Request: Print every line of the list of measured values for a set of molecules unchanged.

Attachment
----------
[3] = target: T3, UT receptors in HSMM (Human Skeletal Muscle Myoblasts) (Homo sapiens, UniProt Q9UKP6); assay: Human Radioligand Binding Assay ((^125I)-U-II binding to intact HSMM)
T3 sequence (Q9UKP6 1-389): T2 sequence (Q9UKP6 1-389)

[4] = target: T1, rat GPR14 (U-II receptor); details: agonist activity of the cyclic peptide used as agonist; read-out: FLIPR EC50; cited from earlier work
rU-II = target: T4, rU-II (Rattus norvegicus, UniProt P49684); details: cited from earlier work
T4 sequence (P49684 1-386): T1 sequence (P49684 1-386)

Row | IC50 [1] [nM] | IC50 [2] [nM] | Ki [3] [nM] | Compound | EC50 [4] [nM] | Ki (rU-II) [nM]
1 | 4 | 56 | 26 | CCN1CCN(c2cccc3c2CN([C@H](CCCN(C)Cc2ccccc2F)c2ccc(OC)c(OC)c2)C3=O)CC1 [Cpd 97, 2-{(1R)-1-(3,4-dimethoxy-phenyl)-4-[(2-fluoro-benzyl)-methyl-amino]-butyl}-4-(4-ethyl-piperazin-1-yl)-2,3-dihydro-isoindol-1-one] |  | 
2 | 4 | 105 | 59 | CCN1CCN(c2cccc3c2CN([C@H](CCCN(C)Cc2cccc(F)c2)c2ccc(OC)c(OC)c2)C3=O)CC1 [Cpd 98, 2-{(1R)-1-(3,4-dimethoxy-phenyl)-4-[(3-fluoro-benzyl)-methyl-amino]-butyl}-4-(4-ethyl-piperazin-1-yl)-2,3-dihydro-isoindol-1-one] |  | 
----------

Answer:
[3] = target: T3, UT receptors in HSMM (Human Skeletal Muscle Myoblasts) (Homo sapiens, UniProt Q9UKP6); assay: Human Radioligand Binding Assay ((^125I)-U-II binding to intact HSMM)
T3 sequence (Q9UKP6 1-389): T2 sequence (Q9UKP6 1-389)

[4] = target: T1, rat GPR14 (U-II receptor); details: agonist activity of the cyclic peptide used as agonist; read-out: FLIPR EC50; cited from earlier work
rU-II = target: T4, rU-II (Rattus norvegicus, UniProt P49684); details: cited from earlier work
T4 sequence (P49684 1-386): T1 sequence (P49684 1-386)

Row | IC50 [1] [nM] | IC50 [2] [nM] | Ki [3] [nM] | Compound | EC50 [4] [nM] | Ki (rU-II) [nM]
1 | 4 | 56 | 26 | CCN1CCN(c2cccc3c2CN([C@H](CCCN(C)Cc2ccccc2F)c2ccc(OC)c(OC)c2)C3=O)CC1 [Cpd 97, 2-{(1R)-1-(3,4-dimethoxy-phenyl)-4-[(2-fluoro-benzyl)-methyl-amino]-butyl}-4-(4-ethyl-piperazin-1-yl)-2,3-dihydro-isoindol-1-one] |  | 
2 | 4 | 105 | 59 | CCN1CCN(c2cccc3c2CN([C@H](CCCN(C)Cc2cccc(F)c2)c2ccc(OC)c(OC)c2)C3=O)CC1 [Cpd 98, 2-{(1R)-1-(3,4-dimethoxy-phenyl)-4-[(3-fluoro-benzyl)-methyl-amino]-butyl}-4-(4-ethyl-piperazin-1-yl)-2,3-dihydro-isoindol-1-one] |  | 